• wearing headphones while walking, taking public transportation, or browsing in a store[9]
    • avoiding people who seem upset or irritated[10]
    • avoiding or politely disengaging from small talk with strangers[11]

Part 2
Having Conversations with Others

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    Find a comfortable environment. If you're a quiet and reserved individual, you may not be comfortable carrying on a personal conversation in the middle of a mall or school cafeteria. Many people with introverted tendencies find it easier and less stressful to carry on conversations in a quiet, more relaxed atmosphere. If at all possible, you may want to seek out a comfortable place to have a conversation before it begins.[12]
    • Loud, chaotic environments are usually not very conducive to thoughtful and reflective conversations. The noise will most likely force both of you to speak louder and more directly, which may in itself be intimidating for some people.[13]
    • Some people find that an uncomfortably warm environment is also disruptive to reflective thinking.[14]
    • Understand where you're most comfortable, and try to arrange conversations in or around similar environments as much as possible.
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    Practice your listening skills. Quiet, reserved people tend to be good listeners.[15] That's because people with these personality traits tend to think and process information before speaking.[16] People often seek introverted personality types when they need someone to help with a problem or give advice.[17]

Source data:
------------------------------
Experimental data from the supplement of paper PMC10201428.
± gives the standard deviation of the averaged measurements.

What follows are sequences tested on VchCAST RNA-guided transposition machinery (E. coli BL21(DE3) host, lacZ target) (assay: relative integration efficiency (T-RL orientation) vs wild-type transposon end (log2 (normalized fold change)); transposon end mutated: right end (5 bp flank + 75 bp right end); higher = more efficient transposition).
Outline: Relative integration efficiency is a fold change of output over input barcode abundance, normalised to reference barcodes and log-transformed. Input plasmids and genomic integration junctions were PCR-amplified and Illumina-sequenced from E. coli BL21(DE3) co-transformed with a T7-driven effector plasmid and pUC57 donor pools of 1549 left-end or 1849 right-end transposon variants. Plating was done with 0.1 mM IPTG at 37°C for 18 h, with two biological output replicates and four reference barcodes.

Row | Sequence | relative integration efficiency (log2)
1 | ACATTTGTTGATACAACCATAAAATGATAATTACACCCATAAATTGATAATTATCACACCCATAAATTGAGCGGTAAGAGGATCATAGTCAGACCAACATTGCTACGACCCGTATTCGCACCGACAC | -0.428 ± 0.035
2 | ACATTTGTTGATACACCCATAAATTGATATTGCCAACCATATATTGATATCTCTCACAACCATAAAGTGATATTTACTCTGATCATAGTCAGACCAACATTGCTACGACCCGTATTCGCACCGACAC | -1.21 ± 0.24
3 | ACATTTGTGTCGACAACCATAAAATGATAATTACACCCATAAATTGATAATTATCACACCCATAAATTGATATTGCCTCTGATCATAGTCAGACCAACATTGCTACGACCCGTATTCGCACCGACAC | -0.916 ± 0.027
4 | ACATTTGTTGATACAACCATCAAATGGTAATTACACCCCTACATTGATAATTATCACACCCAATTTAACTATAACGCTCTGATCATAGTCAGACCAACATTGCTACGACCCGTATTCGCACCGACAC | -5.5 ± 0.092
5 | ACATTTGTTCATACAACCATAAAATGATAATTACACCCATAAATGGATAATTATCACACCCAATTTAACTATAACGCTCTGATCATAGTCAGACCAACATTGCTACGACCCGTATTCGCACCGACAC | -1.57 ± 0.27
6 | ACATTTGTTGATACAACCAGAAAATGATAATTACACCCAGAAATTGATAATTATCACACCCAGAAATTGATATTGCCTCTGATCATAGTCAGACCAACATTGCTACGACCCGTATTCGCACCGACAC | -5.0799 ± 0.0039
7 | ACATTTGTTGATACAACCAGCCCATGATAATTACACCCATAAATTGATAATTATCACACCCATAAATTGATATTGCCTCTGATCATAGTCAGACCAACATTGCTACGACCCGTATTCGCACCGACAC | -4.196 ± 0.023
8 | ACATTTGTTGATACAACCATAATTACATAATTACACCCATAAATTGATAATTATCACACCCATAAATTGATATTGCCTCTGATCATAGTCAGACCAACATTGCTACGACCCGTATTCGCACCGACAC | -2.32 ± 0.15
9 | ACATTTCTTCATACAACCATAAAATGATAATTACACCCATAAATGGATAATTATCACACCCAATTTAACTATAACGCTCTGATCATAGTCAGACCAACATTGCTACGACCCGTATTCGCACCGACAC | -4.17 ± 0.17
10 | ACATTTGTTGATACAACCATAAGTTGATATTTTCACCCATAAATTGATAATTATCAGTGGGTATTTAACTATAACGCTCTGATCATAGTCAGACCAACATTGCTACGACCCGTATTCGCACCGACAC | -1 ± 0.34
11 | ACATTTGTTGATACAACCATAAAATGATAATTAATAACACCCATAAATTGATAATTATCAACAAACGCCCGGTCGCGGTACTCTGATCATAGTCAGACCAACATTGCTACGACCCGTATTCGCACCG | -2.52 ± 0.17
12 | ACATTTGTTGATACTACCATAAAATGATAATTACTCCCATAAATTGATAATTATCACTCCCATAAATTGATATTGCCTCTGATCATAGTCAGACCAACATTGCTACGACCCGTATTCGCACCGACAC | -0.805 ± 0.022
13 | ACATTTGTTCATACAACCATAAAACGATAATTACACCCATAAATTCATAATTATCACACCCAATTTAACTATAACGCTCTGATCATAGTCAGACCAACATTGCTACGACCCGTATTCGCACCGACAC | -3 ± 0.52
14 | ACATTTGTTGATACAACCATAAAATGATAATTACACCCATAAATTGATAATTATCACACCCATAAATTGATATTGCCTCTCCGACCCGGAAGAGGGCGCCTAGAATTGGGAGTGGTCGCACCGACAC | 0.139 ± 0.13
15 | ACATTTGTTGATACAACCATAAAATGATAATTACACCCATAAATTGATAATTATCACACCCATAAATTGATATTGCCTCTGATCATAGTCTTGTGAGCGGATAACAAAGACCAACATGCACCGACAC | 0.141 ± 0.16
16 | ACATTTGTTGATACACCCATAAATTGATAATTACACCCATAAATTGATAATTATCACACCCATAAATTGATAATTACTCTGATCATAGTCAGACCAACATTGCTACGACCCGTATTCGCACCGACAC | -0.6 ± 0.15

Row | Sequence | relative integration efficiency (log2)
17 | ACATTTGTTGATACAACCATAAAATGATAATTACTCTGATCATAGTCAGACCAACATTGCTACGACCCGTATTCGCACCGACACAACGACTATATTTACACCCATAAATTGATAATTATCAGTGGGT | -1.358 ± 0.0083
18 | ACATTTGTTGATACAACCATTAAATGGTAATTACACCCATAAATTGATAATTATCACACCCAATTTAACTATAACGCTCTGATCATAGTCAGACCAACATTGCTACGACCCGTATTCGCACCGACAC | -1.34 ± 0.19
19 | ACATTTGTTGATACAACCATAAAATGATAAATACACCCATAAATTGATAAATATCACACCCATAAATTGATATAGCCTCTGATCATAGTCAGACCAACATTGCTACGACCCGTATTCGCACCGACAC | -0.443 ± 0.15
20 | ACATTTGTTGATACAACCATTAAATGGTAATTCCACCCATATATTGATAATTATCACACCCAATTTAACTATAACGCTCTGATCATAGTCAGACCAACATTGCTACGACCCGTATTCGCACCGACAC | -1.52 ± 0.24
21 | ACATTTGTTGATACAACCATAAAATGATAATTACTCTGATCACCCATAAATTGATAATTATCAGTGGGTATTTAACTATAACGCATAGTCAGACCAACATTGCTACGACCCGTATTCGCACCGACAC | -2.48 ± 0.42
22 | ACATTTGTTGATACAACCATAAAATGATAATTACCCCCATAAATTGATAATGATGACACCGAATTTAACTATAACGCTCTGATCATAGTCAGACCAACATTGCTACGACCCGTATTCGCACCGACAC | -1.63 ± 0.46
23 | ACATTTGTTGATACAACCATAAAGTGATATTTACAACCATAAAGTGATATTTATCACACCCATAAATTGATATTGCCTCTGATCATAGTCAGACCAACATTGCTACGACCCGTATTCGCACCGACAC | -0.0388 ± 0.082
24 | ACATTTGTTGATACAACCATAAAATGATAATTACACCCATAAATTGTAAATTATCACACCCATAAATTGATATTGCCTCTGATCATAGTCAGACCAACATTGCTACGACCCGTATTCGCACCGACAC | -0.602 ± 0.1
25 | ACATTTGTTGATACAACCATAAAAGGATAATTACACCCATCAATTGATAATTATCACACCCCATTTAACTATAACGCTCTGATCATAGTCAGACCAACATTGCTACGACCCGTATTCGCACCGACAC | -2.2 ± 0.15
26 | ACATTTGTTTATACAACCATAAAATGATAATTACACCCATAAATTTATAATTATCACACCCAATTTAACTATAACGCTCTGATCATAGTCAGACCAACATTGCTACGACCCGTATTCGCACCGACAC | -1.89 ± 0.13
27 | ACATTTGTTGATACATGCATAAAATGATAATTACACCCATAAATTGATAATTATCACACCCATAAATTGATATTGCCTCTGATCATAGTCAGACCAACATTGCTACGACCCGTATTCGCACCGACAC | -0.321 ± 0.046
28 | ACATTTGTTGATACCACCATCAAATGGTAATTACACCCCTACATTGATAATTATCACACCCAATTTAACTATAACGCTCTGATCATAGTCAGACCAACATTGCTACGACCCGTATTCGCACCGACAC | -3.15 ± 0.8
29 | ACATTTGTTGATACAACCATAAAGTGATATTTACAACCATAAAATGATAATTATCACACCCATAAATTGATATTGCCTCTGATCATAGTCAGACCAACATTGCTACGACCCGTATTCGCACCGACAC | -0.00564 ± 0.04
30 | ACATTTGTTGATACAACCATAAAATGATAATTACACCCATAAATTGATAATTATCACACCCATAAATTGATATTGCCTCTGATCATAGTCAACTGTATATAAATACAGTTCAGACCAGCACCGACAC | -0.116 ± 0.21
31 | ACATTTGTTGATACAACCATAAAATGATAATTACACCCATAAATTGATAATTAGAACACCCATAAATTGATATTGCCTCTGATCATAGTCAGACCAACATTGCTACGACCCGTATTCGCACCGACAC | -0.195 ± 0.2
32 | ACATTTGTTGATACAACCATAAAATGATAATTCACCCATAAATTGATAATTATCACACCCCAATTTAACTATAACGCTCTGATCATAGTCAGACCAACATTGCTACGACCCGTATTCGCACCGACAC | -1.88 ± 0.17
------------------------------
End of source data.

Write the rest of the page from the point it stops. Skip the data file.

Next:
• Listen carefully to everything the other person is saying.[18]
    • Decide when to respond and what to say. Keep your responses concise and to a minimum.[19]
    • Think before you give any response at all.[20]
    • If you need some time to gather your thoughts before you respond, say something like, "Hmm. I have something to say on the matter, but let me have a moment to think this through."[21]
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    Ask a lot of questions. Questions are a great way for a quiet/reserved individual to get to know others. Asking questions lets you converse with another person without feeling pressured to talk endlessly about idle things, which many quiet/reserved people find intimidating or uninteresting.[22]
    • The best questions to ask are open-ended questions. Don't set up simple yes/no questions. Instead, listen closely to the things the other person says, and ask probing questions that show both an interest in the story and an honest desire to get to know the person better.[23]
    • Instead of asking yes/no questions like, "Did you like growing up in Florida?" ask open-ended questions that require discussion, such as, "What was it like growing up in Florida? What were your favorite/least-favorite things about living there?"
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    Be yourself. Remember that there is no shame in being quiet and reserved. In fact, in some countries, being quiet is seen as a desirable trait![24] And when you speak less and listen more, you avoid inadvertently insulting someone through miscommunication.[25] Plus, when you do meet people you enjoy communicating with, it will make your interactions that much more meaningful.


  • Always be yourself.
  • Find your own comfort zone. You may need to balance being quiet with interacting with others, especially if your job or school obligations require you to converse with strangers. Find a way to mange conversations that makes you comfortable while still allowing you to be who you are.

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Categories: Overcoming Shyness & Insecurities